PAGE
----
Having endured a so-far troubled 2001 season, the Finn was finally dealt a good hand and worked a great McLaren strategy call to a treat to pass Schumacher during the final pit stops.
Enter the final lap and his McLaren’s Mercedes engine coughed its last, and by Turn 3 his race was finished as a trail of smoke and sparks came from the rear of his car.
Even the lucky victor, Michael Schumacher, agreed that this was hardly the way to win…
[Video via jordanrenault]
6. European Grand Prix, 2005
Kimi Räikkönen had done everything right at the 2005 European Grand Prix at the Nurburgring. He lead from a front-row start and looked set to take a small bite out of Fernando Alonso’s championship lead.
But the 2005 rules dictated that a single set of race tyres had to last an entire race distance, and when Kimi flat-spotted a front tyre trying to lap Jacques Villeneuve, it started a slow and steady process that would see his hopes of victory gradually unravel.
The Finn’s mid-race lead of 15 seconds was trimmed to just seven seconds after the final round of fuel stops, and Alonso was steadily chipping away at Räikkönen’s lead as the McLaren driver was clearly struggling with his flat-spotted tyre.
At the start of the final lap, Kimi led by one second and looked set to hang on for a great victory. But as he braked for Turn 1, the vibration on his flat-spotted tyre proved too much and his front suspension shattered, sending him into the gravel trap at high speed.
Alonso could hardly believe his luck, while Räikkönen and McLaren were left to rue the risk of going for outright victory.
[Video via davepusey]
5. South African Grand Prix, 1978
In many ways, however, the event was one that should not have been won by Ronnie Peterson, the so-called ‘Fastest Man in the World’ who had inexplicably gone winless for over a year. Instead, it should have been won by his team-mate Mario Andretti, or perhaps by Riccardo Patrese in the Arrows or Patrick Depailler in the Tyrrell.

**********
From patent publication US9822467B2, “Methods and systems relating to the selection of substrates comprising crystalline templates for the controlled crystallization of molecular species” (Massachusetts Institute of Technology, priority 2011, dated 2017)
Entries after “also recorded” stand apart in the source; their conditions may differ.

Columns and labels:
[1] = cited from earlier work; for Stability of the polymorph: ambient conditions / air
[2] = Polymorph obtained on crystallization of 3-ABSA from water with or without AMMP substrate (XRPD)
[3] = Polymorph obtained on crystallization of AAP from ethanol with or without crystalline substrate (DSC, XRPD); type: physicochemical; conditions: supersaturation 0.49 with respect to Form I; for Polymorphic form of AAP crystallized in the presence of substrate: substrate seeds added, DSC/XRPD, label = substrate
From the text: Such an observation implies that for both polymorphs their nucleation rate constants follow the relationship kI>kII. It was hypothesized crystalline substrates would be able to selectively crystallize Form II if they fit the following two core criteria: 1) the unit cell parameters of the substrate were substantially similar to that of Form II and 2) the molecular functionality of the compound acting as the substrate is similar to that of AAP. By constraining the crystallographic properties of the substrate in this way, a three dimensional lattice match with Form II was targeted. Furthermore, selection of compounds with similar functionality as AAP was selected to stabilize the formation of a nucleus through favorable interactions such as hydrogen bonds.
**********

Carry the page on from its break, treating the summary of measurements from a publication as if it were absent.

Front-row starter Andretti made a great getaway to lead from the off and quickly disappeared into the distance. However, he had overdone his tyres, and dropped back at a quarter distance to conserve his rubber for a late-race push.
The lead fell to Jody Scheckter’s Wolf, which was being hotly pursued by Patrese, who was driving sensationally in Arrows’ second-ever Grand Prix. The Italian pushed the South African so hard that Scheckter’s tyres began to fade, and Patrese surged through to take the lead. Driving with a composure that wasn’t always evident in his record-breaking career, Patrese looked on-course for a shock win until his engine blew with 15 laps to go.
Depailler took over the lead, who was being chased by Andretti, John Watson and Peterson, who was climbing up the order after starting on the sixth row of the grid.
Watson would spin out of the race on some oil, and before Andretti could challenge Depailler for the lead, his engine started to splutter as it ran short on fuel – team boss Colin Chapman had decided to siphon some fuel out of the tank to save on weight!
In the closing laps, Depailler’s engine began to blow smoke, but Peterson was unable to take significant chunks out of the Frenchman’s lead until his Tyrrell – now also running low on fuel – started to splutter and cough as well.
Approaching the last lap, Depailler was still in front with Peterson closing right up. The pair ran side-by-side, with both desperate to win as they banged wheels more than once. At the penultimate corner, Depailler’s Tyrrell momentarily slide sideways, and Peterson’s Lotus nipped through to take the lead and a win by just three car-lengths.
4. Italian Grand Prix, 1971
Before chicanes ruined its super-fast layout, Monza could regularly be relied on to provide the best racing of every Grand Prix season. It was effectively one massive opportunity to slipstream the driver in front, and it was almost impossible to get a clean break ahead of the chasing pack.
To see up to a dozen cars battling for the lead wasn’t an uncommon sight at the Autodromo Nazionale di Monza, and one of the most thrilling slipstreaming races has to be the 1971 Italian Grand Prix, which until recently held the record as the fastest Grand Prix (in terms of average speed) and the closes race finish ever.
BRM’s Peter Gethin scored his only Grand Prix win here after starting from eleventh place, a position from which a Grand Prix victory would be nigh on impossible today.
A whole host of drivers took turns at the front of the field, including Clay Regazzoni, Ronnie Peterson, and Jackie Stewart, as up to 15 cars jostled at the head of the field.
At a quarter race distance, both Ferraris and Stewart retired, allowing the likes of Mika Hailwood, Jo Siffert and Chris Amon to take turns out front. Amon looked set to finally break his duck with a win, but he ripped his whole visor off trying to remove a tear-off, and had to drop back with seven laps to go.